Thursday, June 21, 2007

Community Service Hours for Students

We are starting to get calls from youth (or their parents) who are interested in putting in some hours at the food bank to complete their community service hours for graduation. It seems that the middle schools in Alameda require between twenty and twenty-five hours, depending on the school, for students to graduate from eighth grade.

I have mixed feelings about requiring community service hours to graduate from middle school. The main thrust of service learning is that the students will integrate the experience into their educations, but I think that the "learning" part of "service learning" has been lost. It is said that community service will get youth involved in their community and will open their eyes to volunteering, but requiring students to do it takes away from its being voluntary. Another idea is that it will give students some idea of the kinds of things that they could do when they grow up, and give them some work experience, but I don't think most students have that in mind, and the "work experience" is negligible.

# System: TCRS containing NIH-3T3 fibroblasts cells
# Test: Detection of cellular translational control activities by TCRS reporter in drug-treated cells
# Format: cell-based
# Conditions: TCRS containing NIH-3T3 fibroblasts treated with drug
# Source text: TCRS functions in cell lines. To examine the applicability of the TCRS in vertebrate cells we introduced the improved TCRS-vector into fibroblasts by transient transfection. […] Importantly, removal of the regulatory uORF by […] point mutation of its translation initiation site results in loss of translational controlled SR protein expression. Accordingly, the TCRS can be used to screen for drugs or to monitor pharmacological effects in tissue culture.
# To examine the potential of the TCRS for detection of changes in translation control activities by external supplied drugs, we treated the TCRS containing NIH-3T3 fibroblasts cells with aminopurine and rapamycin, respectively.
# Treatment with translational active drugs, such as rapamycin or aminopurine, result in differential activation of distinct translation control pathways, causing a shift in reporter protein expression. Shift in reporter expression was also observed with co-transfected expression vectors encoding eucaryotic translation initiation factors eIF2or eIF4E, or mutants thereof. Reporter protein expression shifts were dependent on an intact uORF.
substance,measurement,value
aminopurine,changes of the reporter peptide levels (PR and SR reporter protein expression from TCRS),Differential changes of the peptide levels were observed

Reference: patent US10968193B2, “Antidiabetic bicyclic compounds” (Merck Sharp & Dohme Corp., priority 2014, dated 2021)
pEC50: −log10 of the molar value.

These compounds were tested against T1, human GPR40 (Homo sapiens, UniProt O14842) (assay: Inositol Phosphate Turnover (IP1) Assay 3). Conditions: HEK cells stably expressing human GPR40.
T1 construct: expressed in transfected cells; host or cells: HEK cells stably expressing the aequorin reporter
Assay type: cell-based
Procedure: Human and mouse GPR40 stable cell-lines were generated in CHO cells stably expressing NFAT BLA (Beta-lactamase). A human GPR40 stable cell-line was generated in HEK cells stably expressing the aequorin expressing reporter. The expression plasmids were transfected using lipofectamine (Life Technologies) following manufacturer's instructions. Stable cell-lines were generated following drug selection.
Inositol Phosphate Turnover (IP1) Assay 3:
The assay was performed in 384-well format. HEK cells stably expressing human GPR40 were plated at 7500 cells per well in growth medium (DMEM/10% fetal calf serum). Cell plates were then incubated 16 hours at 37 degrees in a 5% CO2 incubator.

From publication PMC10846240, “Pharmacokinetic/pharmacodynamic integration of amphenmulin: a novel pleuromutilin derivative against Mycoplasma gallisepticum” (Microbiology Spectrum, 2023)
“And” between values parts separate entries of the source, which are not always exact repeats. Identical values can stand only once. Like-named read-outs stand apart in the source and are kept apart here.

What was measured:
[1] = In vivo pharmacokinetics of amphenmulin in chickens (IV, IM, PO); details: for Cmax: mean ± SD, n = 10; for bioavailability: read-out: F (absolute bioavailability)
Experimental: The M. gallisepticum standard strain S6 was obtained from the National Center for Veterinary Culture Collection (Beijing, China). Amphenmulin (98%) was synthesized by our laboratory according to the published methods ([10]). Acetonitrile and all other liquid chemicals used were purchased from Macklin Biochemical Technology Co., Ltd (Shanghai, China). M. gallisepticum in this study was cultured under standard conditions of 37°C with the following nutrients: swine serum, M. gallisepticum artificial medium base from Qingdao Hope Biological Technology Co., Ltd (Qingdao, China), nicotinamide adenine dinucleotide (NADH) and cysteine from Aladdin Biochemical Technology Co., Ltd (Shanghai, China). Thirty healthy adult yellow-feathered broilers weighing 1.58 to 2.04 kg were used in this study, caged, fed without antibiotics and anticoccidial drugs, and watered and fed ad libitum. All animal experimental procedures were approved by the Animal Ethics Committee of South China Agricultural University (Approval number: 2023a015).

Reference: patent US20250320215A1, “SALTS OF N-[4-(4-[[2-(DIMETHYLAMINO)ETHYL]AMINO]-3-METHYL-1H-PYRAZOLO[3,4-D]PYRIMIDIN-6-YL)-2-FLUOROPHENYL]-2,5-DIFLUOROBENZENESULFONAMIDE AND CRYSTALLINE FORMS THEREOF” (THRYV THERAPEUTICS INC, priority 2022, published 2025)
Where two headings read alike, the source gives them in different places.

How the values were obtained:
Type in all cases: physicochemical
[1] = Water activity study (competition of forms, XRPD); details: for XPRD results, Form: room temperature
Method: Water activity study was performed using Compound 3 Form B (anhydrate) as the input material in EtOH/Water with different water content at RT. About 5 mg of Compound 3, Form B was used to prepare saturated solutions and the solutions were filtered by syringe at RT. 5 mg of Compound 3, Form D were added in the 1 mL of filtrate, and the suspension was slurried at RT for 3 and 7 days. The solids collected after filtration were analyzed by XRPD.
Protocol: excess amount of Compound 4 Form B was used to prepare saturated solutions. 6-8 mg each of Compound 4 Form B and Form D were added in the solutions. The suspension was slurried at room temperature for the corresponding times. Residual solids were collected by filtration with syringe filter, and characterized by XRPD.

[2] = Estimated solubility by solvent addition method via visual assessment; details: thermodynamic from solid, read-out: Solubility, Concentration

While the school district is well-meaning, by making students who aren't interested in and aren't suited for working, the school district is putting a burden on the service providers where the district wants them to work. Some youth don't need a lot of supervision, but more require a lot of supervision and cajoling, thereby taking away the service of whichever adult has to make sure they do whatever jobs they are asked to do. Furthermore, there are a lot of youth who are involved in extracurricular activities like athletics, drama, scouting, or church groups, none of which satisfy the service learning requirement. In between the hours dedicated to school and/or work and/or extracurricular activities these students are supposed to "give away" three days?

On top of all that, it is unfortunately true that unless a youth is really interested in whatever it is the service provider does or is otherwise motivated (such as for college applications), these youth are going to get stuck doing jobs that are very similar to the chores they do at home. Service providers know that these people aren't going to stick around once we train them, so unless the students take their own initiatives, we will ask them to do things like sweep, mop, and wash dishes, or tasks like stuffing envelopes that are very repetitive and don't require a lot of teaching on the part of the regular staff person - not exactly the way to inspire a teenager!

High school students are a little different but that's another post.

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